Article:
Seems nice, simple and straightforward, right? Not when Daimon’s father is involved in the mix. Remember that the demons are harvesting body parts, themselves, at the moment, so that couldn’t be coincidence. Plus, old Scratch and Osiris have been fighting over control of the Underworld for millennia. So, why would he want to give Isis a hand?

Alexander Irvine’s basic premise that I’ve just outlined is pretty good. But he takes the admirable step of going deeper with the overall material. He frequently draws insightful parallels between the devastated Big Easy and ancient Egypt throughout the script, from the abandonment of the population to the fact that acacia trees grow in both spots (Daimon sarcastically notes at one point, “Right now, it seems like the only thing New Orleans has that Ancient Egypt didn’t is me”). He also tackles the ever-tricky issue of faith, putting forth a good argument that it is a game that is rigged to benefit the divine and infernal few on the backs of the true believers they exploit.

Heady-sounding stuff, but Irvine thankfully takes the necessary step of making it all palatable with entertaining characterisation and dialogue. Daimon is now a man in his early 40s, which gives him maturity, a love for classic quotations, and extreme wariness in all things concerning his father. But he and his dad still keep in touch by cell phone (One of the great running gags of this series is that, every time Daimon’s dad calls, the ringtone is a lyric from some devil-related song, from “Sympathy for the Devil” to “Devil Inside” to “Shout at the Devil”). They are cordial when they speak. They just don’t trust each other. Demons, on the other hand, piss off Daimon on sight. When he can get away with it, he makes a point of killing them. The story is almost exclusively from his POV and he gives a smartass running commentary on everything he does, sees and deduces. Overall, he comes off as a slightly-more-honourable John Constantine, concerned about doing the right thing for everybody involved, even if certain people wind up losing, including him. Isis is a hard-nosed, grimly determined sorceress, as befits a goddess of sex and magic. The only thing that matters to her is the resurrection of her husband. Anything that gets in her way is an automatic target. She can even summon up an army of giant scorpions to help her out (who have some of the best dialogue of the last chapter). Horus is portrayed as a fairly angry kid, with no real thought on why he’s angry or what he should do with it. This effectively makes him Isis’ enforcer, but Daimon has a great deal of sympathy for the boy. He recognises that they share a lot in common in their rather fatherless histories.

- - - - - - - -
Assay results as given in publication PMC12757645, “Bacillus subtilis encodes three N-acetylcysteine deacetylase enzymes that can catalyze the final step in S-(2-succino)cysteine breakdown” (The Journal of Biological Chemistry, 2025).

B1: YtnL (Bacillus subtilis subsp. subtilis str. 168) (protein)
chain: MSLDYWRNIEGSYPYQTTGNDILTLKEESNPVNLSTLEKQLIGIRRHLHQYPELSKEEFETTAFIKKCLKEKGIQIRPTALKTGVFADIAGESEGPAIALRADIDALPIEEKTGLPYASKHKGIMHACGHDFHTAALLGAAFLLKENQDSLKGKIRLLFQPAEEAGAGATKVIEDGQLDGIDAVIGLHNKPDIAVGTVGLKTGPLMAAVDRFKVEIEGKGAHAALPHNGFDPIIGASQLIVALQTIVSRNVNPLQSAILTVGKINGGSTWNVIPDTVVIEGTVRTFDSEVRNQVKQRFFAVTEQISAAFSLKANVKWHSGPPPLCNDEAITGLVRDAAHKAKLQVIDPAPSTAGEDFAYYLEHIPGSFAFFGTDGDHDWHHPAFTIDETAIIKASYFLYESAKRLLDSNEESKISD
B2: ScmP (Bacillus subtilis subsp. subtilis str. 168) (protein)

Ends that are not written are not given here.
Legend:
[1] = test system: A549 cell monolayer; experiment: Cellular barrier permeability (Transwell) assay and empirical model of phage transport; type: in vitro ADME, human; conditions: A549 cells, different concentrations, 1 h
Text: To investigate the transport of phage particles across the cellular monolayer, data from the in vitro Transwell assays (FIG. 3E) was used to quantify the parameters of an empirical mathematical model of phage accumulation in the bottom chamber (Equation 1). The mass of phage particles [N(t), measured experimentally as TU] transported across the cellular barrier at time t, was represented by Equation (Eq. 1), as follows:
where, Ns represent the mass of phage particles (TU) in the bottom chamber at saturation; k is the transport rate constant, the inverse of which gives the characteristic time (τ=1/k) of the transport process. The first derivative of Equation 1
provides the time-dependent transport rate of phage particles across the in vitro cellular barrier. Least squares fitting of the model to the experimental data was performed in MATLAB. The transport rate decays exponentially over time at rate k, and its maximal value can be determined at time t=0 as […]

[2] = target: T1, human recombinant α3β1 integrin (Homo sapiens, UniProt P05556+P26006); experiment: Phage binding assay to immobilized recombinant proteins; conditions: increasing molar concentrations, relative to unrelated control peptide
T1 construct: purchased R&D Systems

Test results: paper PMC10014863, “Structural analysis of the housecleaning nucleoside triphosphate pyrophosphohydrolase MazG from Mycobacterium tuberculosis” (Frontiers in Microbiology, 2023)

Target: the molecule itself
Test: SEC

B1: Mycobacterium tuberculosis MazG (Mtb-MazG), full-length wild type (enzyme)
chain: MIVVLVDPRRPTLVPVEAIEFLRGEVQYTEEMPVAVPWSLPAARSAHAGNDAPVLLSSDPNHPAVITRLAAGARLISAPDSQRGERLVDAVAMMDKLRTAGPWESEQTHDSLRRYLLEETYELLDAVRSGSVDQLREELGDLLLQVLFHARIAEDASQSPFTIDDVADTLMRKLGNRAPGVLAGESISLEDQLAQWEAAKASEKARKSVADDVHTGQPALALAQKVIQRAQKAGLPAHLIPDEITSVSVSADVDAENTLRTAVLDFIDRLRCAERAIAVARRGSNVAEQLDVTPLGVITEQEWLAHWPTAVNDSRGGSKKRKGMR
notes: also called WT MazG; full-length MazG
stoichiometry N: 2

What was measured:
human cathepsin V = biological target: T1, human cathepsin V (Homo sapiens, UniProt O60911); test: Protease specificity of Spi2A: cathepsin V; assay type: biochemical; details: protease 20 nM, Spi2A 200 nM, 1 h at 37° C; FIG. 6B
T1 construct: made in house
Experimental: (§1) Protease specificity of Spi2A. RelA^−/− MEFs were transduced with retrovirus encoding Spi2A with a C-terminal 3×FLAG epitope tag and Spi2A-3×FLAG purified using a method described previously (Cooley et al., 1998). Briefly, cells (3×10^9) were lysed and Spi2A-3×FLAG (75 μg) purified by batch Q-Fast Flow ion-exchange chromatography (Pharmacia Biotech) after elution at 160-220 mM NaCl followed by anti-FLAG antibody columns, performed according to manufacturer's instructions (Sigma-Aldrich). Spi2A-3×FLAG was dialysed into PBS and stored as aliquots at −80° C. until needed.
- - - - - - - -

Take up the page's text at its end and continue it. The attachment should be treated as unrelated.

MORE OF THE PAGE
Russ Braun’s pencils and Klaus Janson’s inks on the artwork are simple and understated. It would be a stretch to proclaim them as “brilliant” (That designation belongs to the story, in my humble opinion), but it does get the job done for whatever needs to be shown, be it the streets of New Orleans, the Egyptian Hall of Judgment in the Underworld, or the symbol-laden landscape of Daimon’s dreams. Daimon himself is drawn with a look that had Johnny Depp in mind when conceived: shoulder-length red hair, day-old stubble, and psychoactive tattoos covering his entire back (which, according to Braun, were a replacement for the original pentagram scar) that swirl and change, depending on the circumstances that Daimon finds himself in. Demons are shown in all their subhuman horror. Isis is depicted as the subtle temptress that the script portrays her as, while Horus is given the most changes, from baby to five-year old boy to hawk to young man to hawk-headed bouncer. Daimon’s dad is only seen in shadows, the wall behind his chic modern desk dominated by up-to-date video monitors. Again, it does the job, but there’s nothing truly remarkable about it.

In life, timing is everything. If the timing is off just a little bit, the results could be disastrous. Oddly enough, I think that might be just as much a theme of this story as it is for the twisted history of the Marvel MAX line. Read it yourself and see if you don’t agree.